You are brushing your hair and you suddenly notice a little bump on the back of your head. It seems to have come out of nowhere. What is this? Ugh. You feel both anxiety and frustration. You were just at the doctor’s last week for something else. And now this. Annoyed at the inconvenience, you pull out your phone to make another appointment.
But, what if you put off making that appointment? Just for a little bit.
I know what you’re thinking. If you don’t go to the doctor right away, it could be something serious that gets worse. If you wait, whatever illness is causing this bump could get worse. By the time you go, it could be too late. Game over.
This is the thought we want to target: “If I don’t go to the doctor at the first sign of illness, I will get really sick or die.”
With health anxiety, we tend to have all-or-nothing thinking when it comes to our health. We assume that, in order to be healthy, we need to be symptom-free at all times. By this logic, any symptom or bodily sensation is automatically a sign of a potentially serious health problem. But this is inaccurate. Our bodies are “noisy.” This means that, on an ongoing basis, we have symptoms that are not due to serious disease. Instead, these symptoms are due to normal self-regulatory processes, diet, emotional or physiological arousal (e.g. anxiety), and minor or benign medical conditions. Body noise is a real thing.
I wouldn’t expect you to take my word for it. I’d want you to see for yourself whether this new symptom is a serious disease or simply body noise. After all, how many times in the past have you been convinced a symptom was a sign of a serious disease, only to eventually realize it was nothing?
Let’s design an experiment.
If you were my client and you came to me concerned about this bump on your head, I might ask you to postpone going to the doctor or asking loved ones about the bump on your head for three days.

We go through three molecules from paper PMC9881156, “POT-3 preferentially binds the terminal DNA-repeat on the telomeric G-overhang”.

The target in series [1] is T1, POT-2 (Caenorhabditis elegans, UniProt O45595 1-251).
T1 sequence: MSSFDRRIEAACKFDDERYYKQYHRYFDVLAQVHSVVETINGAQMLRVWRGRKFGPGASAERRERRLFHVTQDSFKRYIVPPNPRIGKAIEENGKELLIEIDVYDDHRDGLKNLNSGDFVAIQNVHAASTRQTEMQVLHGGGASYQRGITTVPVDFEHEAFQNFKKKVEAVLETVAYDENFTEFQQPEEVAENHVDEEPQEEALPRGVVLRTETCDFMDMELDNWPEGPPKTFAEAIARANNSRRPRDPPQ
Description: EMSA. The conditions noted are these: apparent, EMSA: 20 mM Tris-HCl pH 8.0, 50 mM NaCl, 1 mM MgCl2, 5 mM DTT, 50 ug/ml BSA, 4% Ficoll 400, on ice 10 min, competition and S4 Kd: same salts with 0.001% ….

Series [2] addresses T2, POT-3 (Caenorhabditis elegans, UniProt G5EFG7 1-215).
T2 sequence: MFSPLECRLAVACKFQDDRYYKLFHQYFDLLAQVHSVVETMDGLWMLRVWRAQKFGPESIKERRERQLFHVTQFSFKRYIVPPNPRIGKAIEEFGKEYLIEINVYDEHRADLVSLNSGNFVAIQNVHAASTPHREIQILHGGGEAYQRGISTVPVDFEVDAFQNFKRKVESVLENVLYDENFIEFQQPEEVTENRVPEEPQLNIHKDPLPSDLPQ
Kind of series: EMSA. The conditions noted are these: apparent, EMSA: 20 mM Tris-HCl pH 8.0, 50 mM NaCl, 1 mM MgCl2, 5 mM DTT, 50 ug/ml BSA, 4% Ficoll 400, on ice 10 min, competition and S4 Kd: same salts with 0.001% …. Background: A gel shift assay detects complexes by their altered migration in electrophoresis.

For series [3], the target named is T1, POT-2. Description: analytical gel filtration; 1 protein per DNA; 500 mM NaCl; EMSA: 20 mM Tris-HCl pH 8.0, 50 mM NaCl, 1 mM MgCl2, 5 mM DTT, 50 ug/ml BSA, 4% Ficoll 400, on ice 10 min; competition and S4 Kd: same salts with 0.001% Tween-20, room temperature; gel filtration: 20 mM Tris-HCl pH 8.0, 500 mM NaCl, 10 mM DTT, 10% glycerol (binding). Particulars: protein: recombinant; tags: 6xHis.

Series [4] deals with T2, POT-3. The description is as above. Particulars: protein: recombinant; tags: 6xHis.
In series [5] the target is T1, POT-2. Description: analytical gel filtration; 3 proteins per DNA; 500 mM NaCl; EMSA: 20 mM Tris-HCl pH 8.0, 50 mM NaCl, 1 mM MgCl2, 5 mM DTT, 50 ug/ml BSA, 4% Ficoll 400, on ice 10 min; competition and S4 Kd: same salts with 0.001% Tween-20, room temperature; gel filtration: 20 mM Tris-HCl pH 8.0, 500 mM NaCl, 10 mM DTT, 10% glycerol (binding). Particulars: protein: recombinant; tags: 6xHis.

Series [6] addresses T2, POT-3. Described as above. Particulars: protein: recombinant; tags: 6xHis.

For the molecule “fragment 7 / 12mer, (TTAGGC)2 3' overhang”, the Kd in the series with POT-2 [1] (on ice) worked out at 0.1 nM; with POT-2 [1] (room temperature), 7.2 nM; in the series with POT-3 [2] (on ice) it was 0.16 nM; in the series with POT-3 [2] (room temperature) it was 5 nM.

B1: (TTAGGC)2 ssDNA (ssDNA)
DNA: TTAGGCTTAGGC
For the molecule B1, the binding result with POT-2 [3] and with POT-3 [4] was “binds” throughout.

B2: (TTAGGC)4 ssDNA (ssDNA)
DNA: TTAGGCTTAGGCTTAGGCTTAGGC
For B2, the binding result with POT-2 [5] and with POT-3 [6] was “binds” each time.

Before doing the experiment, I would ask you: What do you predict will happen?
You might have a couple of predictions:
- Prediction 1: Maybe this symptom is something serious and it will be deadly if I don’t address it right away.
- Prediction 2: If I have to wait three days to go to the doctor, the anxiety will be too overwhelming for me to handle.
It is important that you consider what you predict or expect to happen. These predictions are what we will be testing. The goal is to help you learn, through experience, that many of your predictions are inaccurate. This is because your health anxiety leads you to see the threat of serious disease as being more likely, and more severe, than it actually is.
Gathering the results of the experiment.
During the three-day waiting period, I would ask you to monitor your thoughts and anxiety and record them in a thought log (see below).
I would then check in with you after the three-day period is over to determine:
- Were you able to hold off on seeking help from doctors and loved ones for the three-day period?
- Was the anxiety unbearable, like you predicted? Did it improve over time?
- Did you eventually go to the doctor after the three days were over?
- What was the outcome? Was the symptom a sign of a serious disease? Was it benign/body noise? Or did it go away altogether?
The experimental outcome I often see is that my clients’ symptom goes away during those three days and they end up not having to go to the doctor after all. Or, they go to the doctor after the three-day period but the doctor determines the symptom to be some sort of benign issue. My clients are then able to recognize that, hey, maybe some symptoms are in fact just “body noise” and not indicative of a serious disease.
Another experimental outcome I see is that my clients learn that they are capable of waiting a few days to go to the doctor or seek reassurance from loved ones. Their anxiety about not going to the doctor dissipated as the days went on. They get to learn that their safety behavior of reassurance-seeking is actually not as helpful as they think it is. They do not need it to be safe. They just think they do.
The lessons my clients learn from behavioral experiments are so much more valuable than me simply telling them these things. Why? Because lessons of any kind are so much more meaningful and powerful when you learn them yourself. Nothing can be more convincing than your own experiences.
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